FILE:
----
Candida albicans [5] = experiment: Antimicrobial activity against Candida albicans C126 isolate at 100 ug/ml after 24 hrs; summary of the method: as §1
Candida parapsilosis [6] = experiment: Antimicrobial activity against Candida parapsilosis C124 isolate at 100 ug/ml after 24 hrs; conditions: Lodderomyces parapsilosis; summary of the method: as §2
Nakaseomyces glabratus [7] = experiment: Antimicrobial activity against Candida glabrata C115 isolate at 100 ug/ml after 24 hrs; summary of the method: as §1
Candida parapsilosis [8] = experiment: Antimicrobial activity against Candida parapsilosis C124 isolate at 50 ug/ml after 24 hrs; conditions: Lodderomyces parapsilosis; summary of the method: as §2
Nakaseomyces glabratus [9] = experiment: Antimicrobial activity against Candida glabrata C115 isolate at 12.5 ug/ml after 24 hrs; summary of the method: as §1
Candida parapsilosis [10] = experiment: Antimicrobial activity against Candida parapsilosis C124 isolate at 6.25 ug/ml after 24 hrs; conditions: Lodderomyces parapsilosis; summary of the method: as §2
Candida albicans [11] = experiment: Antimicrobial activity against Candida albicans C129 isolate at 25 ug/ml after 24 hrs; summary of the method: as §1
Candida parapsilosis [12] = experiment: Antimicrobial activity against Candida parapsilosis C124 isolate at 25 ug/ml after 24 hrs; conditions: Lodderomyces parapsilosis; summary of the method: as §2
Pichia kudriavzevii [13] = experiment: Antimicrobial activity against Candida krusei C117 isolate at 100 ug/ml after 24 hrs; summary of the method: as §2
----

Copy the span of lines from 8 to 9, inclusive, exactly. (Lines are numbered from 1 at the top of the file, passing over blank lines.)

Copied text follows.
Candida parapsilosis [12] = experiment: Antimicrobial activity against Candida parapsilosis C124 isolate at 25 ug/ml after 24 hrs; conditions: Lodderomyces parapsilosis; summary of the method: as §2
Pichia kudriavzevii [13] = experiment: Antimicrobial activity against Candida krusei C117 isolate at 100 ug/ml after 24 hrs; summary of the method: as §2